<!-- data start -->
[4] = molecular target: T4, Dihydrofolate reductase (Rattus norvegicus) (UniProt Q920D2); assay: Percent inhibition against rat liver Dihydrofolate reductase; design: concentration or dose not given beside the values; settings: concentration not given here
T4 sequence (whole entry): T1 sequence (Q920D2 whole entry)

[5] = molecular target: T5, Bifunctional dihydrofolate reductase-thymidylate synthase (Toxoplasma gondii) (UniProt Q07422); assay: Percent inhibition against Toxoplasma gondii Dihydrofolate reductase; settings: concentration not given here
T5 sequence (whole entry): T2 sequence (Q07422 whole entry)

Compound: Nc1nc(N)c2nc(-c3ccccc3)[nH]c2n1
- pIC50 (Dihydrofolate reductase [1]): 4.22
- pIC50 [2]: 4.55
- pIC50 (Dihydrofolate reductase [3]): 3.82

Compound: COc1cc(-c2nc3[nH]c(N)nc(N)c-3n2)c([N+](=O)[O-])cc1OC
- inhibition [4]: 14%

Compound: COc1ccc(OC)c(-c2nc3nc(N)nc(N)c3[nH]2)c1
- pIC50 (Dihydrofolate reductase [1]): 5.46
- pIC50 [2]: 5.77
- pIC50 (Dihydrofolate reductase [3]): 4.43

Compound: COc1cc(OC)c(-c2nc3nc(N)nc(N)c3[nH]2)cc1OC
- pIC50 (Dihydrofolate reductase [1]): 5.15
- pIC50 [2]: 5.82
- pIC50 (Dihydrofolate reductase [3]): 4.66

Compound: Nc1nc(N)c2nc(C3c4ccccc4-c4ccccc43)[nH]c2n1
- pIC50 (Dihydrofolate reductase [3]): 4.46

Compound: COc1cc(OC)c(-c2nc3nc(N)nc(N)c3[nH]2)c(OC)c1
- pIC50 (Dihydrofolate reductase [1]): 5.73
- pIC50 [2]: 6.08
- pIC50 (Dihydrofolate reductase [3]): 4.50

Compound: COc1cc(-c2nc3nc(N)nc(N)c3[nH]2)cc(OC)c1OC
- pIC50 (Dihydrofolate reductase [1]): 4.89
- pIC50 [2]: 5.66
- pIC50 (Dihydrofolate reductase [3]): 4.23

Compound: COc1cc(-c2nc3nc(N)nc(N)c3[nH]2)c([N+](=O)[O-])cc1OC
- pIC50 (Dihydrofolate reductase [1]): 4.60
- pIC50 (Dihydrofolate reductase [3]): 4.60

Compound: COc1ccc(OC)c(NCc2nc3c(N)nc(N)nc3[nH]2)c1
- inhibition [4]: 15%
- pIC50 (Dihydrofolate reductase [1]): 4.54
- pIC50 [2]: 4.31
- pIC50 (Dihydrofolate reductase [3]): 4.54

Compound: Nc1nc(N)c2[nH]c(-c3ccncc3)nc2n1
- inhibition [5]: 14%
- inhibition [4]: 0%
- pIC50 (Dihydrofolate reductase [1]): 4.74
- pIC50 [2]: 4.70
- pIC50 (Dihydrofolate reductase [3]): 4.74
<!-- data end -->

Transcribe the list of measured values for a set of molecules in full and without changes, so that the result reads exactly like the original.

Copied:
[4] = molecular target: T4, Dihydrofolate reductase (Rattus norvegicus) (UniProt Q920D2); assay: Percent inhibition against rat liver Dihydrofolate reductase; design: concentration or dose not given beside the values; settings: concentration not given here
T4 sequence (whole entry): T1 sequence (Q920D2 whole entry)

[5] = molecular target: T5, Bifunctional dihydrofolate reductase-thymidylate synthase (Toxoplasma gondii) (UniProt Q07422); assay: Percent inhibition against Toxoplasma gondii Dihydrofolate reductase; settings: concentration not given here
T5 sequence (whole entry): T2 sequence (Q07422 whole entry)

Compound: Nc1nc(N)c2nc(-c3ccccc3)[nH]c2n1
- pIC50 (Dihydrofolate reductase [1]): 4.22
- pIC50 [2]: 4.55
- pIC50 (Dihydrofolate reductase [3]): 3.82

Compound: COc1cc(-c2nc3[nH]c(N)nc(N)c-3n2)c([N+](=O)[O-])cc1OC
- inhibition [4]: 14%

Compound: COc1ccc(OC)c(-c2nc3nc(N)nc(N)c3[nH]2)c1
- pIC50 (Dihydrofolate reductase [1]): 5.46
- pIC50 [2]: 5.77
- pIC50 (Dihydrofolate reductase [3]): 4.43

Compound: COc1cc(OC)c(-c2nc3nc(N)nc(N)c3[nH]2)cc1OC
- pIC50 (Dihydrofolate reductase [1]): 5.15
- pIC50 [2]: 5.82
- pIC50 (Dihydrofolate reductase [3]): 4.66

Compound: Nc1nc(N)c2nc(C3c4ccccc4-c4ccccc43)[nH]c2n1
- pIC50 (Dihydrofolate reductase [3]): 4.46

Compound: COc1cc(OC)c(-c2nc3nc(N)nc(N)c3[nH]2)c(OC)c1
- pIC50 (Dihydrofolate reductase [1]): 5.73
- pIC50 [2]: 6.08
- pIC50 (Dihydrofolate reductase [3]): 4.50

Compound: COc1cc(-c2nc3nc(N)nc(N)c3[nH]2)cc(OC)c1OC
- pIC50 (Dihydrofolate reductase [1]): 4.89
- pIC50 [2]: 5.66
- pIC50 (Dihydrofolate reductase [3]): 4.23

Compound: COc1cc(-c2nc3nc(N)nc(N)c3[nH]2)c([N+](=O)[O-])cc1OC
- pIC50 (Dihydrofolate reductase [1]): 4.60
- pIC50 (Dihydrofolate reductase [3]): 4.60

Compound: COc1ccc(OC)c(NCc2nc3c(N)nc(N)nc3[nH]2)c1
- inhibition [4]: 15%
- pIC50 (Dihydrofolate reductase [1]): 4.54
- pIC50 [2]: 4.31
- pIC50 (Dihydrofolate reductase [3]): 4.54

Compound: Nc1nc(N)c2[nH]c(-c3ccncc3)nc2n1
- inhibition [5]: 14%
- inhibition [4]: 0%
- pIC50 (Dihydrofolate reductase [1]): 4.74
- pIC50 [2]: 4.70
- pIC50 (Dihydrofolate reductase [3]): 4.74